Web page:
The business entity cannot be left free to break the law merely because its owners ... do not personally participate in the infraction. The treasury of the business may not with impunity obtain the fruits of violations which are committed knowingly by agents of the entity in the scope of their employment. Thus pressure is brought on those who own the entity to see to it that their agents abide by the law.
Id. at 126 (footnote omitted).
Although Apollo argued that the improper use of red-dyed fuel is prohibited by its official procedures, it did not show any way in which such use would benefit an employee, raising a strong inference that whoever introduced the red-dyed fuel into the truck's propulsion tank did so to benefit Apollo. Given the purpose of the Code to penalize the holding or use of nontaxable fuel for taxable purposes, it is entirely appropriate to impose the penalty on the entity that would profit from the forbidden holding or use of the less expensive fuel. We see no error in the district court's finding that Apollo knew or should have known that one of its employees or agents intentionally introduced dyed fuel into the propulsion tank of its truck and that the penalty was properly imposed.
Apollo advances other contentions that do not require extended discussion. Its contention that the fuel sample taken by Suares was taken in violation of its Fourth Amendment right to be free from unreasonable search and seizure is without merit. There was ample evidence that Suares was on Apollo's premises pursuant to a regulatory scheme and with Apollo's consent, and that a customary part of the inspection procedure included the taking of samples from its trucks' propulsion tanks. We see no Fourth Amendment violation. See generally New York v. Burger, 482 U.S. 691, 702-03 (1987).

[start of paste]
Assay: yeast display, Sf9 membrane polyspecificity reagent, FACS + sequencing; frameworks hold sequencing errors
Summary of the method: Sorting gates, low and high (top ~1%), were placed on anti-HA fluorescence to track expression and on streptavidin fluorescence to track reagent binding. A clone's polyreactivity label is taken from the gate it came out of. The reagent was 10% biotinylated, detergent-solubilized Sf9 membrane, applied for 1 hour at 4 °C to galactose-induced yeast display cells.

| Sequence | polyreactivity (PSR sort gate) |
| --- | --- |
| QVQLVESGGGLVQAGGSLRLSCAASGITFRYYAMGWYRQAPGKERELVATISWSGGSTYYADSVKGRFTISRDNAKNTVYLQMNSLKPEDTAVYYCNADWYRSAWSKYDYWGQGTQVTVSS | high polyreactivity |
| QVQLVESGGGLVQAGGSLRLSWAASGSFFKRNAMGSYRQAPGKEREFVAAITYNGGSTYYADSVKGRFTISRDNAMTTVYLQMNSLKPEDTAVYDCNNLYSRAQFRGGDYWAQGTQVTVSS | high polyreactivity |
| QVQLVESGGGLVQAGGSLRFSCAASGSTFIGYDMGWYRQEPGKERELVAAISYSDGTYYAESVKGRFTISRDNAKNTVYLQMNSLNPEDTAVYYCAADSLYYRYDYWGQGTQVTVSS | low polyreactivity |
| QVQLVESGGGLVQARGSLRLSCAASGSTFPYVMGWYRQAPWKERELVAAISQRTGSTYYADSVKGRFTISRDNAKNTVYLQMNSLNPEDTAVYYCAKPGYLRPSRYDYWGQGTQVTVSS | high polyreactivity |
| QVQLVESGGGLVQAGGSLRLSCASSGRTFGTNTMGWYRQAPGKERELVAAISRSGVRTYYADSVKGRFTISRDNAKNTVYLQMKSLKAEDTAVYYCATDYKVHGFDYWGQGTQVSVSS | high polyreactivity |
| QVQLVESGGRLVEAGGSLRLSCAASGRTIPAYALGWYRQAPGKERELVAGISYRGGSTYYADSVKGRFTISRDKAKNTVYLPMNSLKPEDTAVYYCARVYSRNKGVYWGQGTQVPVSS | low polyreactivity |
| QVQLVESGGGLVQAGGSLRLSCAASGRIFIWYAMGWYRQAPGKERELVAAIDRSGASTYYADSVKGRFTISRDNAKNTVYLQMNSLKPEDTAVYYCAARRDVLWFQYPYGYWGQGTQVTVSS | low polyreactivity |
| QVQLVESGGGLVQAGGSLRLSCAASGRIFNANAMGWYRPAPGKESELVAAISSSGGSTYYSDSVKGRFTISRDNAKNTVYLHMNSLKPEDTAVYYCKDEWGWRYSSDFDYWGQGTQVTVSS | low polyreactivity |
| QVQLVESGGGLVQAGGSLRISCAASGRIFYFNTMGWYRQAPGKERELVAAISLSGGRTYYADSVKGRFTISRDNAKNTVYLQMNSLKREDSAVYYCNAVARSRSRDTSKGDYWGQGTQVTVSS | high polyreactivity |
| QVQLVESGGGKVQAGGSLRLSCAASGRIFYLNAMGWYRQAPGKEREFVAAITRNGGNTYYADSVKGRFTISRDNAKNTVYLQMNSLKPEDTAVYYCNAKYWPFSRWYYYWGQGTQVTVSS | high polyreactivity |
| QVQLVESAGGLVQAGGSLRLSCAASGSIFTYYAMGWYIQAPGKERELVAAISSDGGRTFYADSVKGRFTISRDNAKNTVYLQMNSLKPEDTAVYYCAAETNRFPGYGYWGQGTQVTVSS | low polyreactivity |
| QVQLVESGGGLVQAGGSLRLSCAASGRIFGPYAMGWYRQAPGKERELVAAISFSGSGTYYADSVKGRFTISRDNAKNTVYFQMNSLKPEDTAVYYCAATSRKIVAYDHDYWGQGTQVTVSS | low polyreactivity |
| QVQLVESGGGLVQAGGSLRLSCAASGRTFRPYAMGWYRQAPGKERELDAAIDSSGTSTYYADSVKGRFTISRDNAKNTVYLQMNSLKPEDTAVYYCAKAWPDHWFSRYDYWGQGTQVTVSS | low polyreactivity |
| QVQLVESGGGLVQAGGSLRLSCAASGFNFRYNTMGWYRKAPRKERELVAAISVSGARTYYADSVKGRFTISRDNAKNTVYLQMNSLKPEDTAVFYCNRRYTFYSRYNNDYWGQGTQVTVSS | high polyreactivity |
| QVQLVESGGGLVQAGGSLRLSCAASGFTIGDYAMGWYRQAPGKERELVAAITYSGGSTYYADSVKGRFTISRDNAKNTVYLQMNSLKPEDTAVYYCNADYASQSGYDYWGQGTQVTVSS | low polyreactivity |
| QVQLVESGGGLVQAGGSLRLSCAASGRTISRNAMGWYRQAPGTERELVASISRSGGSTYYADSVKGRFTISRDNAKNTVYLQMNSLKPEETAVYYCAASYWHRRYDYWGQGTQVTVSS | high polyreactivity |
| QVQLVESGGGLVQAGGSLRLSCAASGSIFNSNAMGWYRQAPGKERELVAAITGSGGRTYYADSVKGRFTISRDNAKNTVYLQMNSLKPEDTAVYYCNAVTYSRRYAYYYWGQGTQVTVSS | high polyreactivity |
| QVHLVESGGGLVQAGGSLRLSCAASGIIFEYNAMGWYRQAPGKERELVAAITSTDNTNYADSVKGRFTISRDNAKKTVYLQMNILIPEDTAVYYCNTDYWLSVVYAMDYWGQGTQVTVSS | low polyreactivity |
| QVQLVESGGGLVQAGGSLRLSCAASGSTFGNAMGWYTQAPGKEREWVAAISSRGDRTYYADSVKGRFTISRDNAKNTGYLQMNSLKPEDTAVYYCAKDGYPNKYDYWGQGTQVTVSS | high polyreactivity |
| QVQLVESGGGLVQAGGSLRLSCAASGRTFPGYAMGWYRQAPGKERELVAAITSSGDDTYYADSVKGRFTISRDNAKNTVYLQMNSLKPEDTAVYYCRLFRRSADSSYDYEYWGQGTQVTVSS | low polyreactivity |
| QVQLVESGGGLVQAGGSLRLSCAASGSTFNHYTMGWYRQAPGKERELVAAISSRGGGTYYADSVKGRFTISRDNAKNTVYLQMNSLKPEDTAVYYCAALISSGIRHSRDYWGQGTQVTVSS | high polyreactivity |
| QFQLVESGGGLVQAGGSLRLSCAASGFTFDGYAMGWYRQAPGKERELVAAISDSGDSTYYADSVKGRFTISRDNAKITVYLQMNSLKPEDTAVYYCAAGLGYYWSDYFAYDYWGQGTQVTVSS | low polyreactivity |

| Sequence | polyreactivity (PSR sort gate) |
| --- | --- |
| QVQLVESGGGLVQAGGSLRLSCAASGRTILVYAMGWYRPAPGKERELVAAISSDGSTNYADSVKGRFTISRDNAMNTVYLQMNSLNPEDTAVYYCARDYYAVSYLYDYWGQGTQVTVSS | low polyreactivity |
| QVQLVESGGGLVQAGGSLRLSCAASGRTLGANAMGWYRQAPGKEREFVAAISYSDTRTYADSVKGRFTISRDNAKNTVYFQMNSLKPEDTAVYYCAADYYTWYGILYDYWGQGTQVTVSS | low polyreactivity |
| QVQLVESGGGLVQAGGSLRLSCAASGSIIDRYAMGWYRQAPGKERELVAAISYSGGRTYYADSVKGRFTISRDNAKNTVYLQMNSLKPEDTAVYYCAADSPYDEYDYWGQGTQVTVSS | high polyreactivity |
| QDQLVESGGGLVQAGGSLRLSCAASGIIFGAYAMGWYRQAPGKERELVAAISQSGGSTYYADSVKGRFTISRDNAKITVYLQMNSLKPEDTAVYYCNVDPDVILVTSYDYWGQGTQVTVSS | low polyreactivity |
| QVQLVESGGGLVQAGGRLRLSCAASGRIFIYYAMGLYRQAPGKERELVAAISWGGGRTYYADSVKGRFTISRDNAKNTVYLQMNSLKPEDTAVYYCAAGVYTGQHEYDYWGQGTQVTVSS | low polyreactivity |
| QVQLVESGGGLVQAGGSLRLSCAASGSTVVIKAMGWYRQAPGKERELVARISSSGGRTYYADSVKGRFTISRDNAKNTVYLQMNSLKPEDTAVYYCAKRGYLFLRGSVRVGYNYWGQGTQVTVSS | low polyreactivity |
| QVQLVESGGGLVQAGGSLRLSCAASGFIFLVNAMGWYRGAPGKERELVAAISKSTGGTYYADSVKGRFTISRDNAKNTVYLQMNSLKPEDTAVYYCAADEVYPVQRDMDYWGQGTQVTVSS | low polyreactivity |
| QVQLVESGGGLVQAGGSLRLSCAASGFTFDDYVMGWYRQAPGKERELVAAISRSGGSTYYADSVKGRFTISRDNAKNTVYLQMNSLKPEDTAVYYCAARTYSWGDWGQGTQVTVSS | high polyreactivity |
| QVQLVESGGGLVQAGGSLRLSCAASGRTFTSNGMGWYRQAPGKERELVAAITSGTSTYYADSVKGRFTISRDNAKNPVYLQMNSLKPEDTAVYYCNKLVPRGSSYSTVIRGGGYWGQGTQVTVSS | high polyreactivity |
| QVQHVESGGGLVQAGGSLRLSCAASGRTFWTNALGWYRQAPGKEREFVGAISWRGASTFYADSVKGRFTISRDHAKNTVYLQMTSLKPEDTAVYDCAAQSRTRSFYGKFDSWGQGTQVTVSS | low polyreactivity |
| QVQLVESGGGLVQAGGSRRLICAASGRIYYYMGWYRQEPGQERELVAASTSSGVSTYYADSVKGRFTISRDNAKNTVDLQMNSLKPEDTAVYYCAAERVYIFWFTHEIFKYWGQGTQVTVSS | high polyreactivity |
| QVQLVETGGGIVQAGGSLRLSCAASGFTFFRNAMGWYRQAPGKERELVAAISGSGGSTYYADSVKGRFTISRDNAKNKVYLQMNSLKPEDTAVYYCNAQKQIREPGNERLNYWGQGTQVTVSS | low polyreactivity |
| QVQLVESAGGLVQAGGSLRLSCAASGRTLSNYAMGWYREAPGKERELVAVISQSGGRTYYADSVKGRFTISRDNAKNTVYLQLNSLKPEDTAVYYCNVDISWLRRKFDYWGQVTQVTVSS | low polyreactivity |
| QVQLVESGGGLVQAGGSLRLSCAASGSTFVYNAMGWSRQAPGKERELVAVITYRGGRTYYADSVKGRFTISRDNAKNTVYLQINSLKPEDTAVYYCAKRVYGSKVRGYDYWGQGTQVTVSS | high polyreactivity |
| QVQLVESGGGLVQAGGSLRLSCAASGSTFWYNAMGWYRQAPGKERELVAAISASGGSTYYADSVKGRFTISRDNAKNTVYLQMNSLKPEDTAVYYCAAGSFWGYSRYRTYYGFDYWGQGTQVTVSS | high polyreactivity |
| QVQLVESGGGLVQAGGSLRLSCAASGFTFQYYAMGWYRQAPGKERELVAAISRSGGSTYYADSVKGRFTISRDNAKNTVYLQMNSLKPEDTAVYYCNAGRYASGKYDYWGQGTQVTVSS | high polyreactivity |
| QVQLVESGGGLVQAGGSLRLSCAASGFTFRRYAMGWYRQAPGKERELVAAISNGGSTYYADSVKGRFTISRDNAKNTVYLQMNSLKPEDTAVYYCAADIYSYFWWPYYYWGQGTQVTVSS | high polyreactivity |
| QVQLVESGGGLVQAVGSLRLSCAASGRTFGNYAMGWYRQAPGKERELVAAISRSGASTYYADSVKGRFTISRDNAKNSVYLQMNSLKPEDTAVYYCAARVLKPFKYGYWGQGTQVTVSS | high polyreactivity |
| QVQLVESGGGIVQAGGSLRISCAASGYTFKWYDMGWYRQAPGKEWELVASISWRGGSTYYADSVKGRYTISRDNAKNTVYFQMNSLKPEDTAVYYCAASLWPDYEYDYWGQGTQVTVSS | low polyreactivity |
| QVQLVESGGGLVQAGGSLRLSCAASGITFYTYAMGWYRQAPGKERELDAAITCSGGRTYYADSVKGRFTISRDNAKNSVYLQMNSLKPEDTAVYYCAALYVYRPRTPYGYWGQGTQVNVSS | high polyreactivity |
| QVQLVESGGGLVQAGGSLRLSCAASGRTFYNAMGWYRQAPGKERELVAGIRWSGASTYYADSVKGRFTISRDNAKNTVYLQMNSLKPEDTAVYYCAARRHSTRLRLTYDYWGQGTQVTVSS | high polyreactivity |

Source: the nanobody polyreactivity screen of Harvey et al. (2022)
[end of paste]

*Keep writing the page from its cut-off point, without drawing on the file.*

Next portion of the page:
Apollo's argument that the IRS's sampling results should have been excluded from evidence because Suares did not follow all of the procedures prescribed by an IRS handbook is not properly before us. Section 7422 of the Code does not permit a taxpayer to bring suit for a refund without first filing an administrative claim for a refund. See 26 U.S.C. 7422(a) (1994). Under the doctrine of variance, see, e.g., United States v. Andrews, 302 U.S. 517, 524 (1938); Angle v. United States, 996 F.2d 252, 253-54 (10th Cir. 1993), this requirement means that the taxpayer must advance in the administrative proceeding any contention it wishes to pursue in court. Because Apollo did not make this argument in its administrative claim before the IRS, it is not properly pursued here.
We have considered all of Apollo's contentions that are properly before us and have found them to be without merit. The judgment of the district court is affirmed.